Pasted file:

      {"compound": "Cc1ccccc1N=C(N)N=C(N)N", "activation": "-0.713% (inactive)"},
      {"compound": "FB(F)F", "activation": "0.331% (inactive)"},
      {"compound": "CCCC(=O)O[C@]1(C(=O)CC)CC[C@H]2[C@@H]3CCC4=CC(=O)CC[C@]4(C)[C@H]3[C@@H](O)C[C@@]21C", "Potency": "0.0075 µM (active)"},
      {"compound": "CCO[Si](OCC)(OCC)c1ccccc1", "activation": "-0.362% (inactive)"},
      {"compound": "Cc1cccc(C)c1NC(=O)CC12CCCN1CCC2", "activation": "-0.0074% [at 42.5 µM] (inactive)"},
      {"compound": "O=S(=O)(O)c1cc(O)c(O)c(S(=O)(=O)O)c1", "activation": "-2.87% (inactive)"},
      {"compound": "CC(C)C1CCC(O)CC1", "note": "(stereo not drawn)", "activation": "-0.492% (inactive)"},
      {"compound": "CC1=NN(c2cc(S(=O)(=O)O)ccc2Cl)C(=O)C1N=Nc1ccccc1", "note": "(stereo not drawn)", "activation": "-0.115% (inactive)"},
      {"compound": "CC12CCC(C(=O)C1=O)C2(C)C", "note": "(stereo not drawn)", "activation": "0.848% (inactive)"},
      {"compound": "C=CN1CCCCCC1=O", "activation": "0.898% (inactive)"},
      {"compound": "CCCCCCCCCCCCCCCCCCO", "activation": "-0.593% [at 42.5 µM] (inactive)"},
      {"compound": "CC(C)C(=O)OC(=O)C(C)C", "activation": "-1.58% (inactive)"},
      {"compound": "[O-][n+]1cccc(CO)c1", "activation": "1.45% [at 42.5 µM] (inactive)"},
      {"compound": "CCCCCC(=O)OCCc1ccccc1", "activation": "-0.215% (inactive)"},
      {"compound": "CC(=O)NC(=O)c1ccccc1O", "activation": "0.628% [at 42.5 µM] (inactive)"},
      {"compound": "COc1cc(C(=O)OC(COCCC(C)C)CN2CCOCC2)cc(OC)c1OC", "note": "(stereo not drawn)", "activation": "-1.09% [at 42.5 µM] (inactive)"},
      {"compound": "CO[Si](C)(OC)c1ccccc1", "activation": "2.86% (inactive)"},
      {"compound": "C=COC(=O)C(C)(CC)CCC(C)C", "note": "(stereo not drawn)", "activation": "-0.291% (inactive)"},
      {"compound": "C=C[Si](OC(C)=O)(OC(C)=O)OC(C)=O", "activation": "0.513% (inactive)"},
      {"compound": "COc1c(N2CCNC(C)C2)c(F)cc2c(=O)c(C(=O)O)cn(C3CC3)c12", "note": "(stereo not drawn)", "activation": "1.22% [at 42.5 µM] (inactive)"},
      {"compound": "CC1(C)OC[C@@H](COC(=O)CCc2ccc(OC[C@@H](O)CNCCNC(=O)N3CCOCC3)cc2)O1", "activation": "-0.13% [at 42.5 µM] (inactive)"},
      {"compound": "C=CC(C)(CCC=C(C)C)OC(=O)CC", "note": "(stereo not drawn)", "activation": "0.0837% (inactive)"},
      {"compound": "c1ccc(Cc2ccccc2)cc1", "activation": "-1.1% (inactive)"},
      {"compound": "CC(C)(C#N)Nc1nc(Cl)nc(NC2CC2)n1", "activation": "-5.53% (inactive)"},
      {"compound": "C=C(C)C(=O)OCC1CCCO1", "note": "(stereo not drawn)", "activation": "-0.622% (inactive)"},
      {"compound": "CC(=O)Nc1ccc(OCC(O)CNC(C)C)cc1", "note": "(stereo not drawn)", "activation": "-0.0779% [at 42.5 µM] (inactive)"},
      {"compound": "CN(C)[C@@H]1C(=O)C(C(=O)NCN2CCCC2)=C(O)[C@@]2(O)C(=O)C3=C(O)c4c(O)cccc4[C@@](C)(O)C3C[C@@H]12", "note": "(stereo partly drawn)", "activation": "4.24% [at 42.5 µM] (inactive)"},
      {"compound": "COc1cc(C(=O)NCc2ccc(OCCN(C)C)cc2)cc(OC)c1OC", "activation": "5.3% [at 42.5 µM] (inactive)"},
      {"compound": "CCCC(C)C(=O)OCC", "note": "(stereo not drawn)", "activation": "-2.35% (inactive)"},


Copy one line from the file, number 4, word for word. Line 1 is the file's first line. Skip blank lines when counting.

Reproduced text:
      {"compound": "CCO[Si](OCC)(OCC)c1ccccc1", "activation": "-0.362% (inactive)"},